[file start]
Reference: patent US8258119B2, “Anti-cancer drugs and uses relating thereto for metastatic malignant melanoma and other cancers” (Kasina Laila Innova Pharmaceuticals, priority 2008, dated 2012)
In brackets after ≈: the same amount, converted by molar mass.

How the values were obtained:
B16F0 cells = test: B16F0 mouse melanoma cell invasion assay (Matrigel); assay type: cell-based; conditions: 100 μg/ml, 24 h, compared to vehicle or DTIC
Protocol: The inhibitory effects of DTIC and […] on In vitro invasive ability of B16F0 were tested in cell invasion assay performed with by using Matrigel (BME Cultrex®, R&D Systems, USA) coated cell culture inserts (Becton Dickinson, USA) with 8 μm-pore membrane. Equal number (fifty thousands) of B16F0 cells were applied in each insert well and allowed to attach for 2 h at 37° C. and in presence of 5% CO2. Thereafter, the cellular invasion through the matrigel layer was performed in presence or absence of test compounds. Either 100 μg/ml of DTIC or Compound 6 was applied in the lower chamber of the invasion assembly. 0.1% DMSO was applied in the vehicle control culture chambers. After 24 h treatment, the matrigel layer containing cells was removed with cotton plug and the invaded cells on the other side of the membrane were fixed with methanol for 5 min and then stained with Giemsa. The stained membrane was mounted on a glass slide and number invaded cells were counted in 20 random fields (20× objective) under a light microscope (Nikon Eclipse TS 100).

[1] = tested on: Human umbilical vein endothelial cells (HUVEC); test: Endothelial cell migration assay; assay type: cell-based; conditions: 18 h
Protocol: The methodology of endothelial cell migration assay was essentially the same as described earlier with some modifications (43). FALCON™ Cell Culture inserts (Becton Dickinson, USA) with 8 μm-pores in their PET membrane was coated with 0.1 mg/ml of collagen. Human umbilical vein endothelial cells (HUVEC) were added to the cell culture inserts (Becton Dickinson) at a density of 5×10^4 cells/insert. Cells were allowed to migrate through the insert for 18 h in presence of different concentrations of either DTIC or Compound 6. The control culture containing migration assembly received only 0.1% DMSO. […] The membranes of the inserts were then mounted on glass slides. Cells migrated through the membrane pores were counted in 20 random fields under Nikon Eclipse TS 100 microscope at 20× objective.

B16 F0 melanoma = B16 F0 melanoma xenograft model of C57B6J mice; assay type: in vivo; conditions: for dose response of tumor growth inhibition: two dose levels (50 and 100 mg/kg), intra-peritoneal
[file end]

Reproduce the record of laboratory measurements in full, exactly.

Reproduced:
Reference: patent US8258119B2, “Anti-cancer drugs and uses relating thereto for metastatic malignant melanoma and other cancers” (Kasina Laila Innova Pharmaceuticals, priority 2008, dated 2012)
In brackets after ≈: the same amount, converted by molar mass.

How the values were obtained:
B16F0 cells = test: B16F0 mouse melanoma cell invasion assay (Matrigel); assay type: cell-based; conditions: 100 μg/ml, 24 h, compared to vehicle or DTIC
Protocol: The inhibitory effects of DTIC and […] on In vitro invasive ability of B16F0 were tested in cell invasion assay performed with by using Matrigel (BME Cultrex®, R&D Systems, USA) coated cell culture inserts (Becton Dickinson, USA) with 8 μm-pore membrane. Equal number (fifty thousands) of B16F0 cells were applied in each insert well and allowed to attach for 2 h at 37° C. and in presence of 5% CO2. Thereafter, the cellular invasion through the matrigel layer was performed in presence or absence of test compounds. Either 100 μg/ml of DTIC or Compound 6 was applied in the lower chamber of the invasion assembly. 0.1% DMSO was applied in the vehicle control culture chambers. After 24 h treatment, the matrigel layer containing cells was removed with cotton plug and the invaded cells on the other side of the membrane were fixed with methanol for 5 min and then stained with Giemsa. The stained membrane was mounted on a glass slide and number invaded cells were counted in 20 random fields (20× objective) under a light microscope (Nikon Eclipse TS 100).

[1] = tested on: Human umbilical vein endothelial cells (HUVEC); test: Endothelial cell migration assay; assay type: cell-based; conditions: 18 h
Protocol: The methodology of endothelial cell migration assay was essentially the same as described earlier with some modifications (43). FALCON™ Cell Culture inserts (Becton Dickinson, USA) with 8 μm-pores in their PET membrane was coated with 0.1 mg/ml of collagen. Human umbilical vein endothelial cells (HUVEC) were added to the cell culture inserts (Becton Dickinson) at a density of 5×10^4 cells/insert. Cells were allowed to migrate through the insert for 18 h in presence of different concentrations of either DTIC or Compound 6. The control culture containing migration assembly received only 0.1% DMSO. […] The membranes of the inserts were then mounted on glass slides. Cells migrated through the membrane pores were counted in 20 random fields under Nikon Eclipse TS 100 microscope at 20× objective.

B16 F0 melanoma = B16 F0 melanoma xenograft model of C57B6J mice; assay type: in vivo; conditions: for dose response of tumor growth inhibition: two dose levels (50 and 100 mg/kg), intra-peritoneal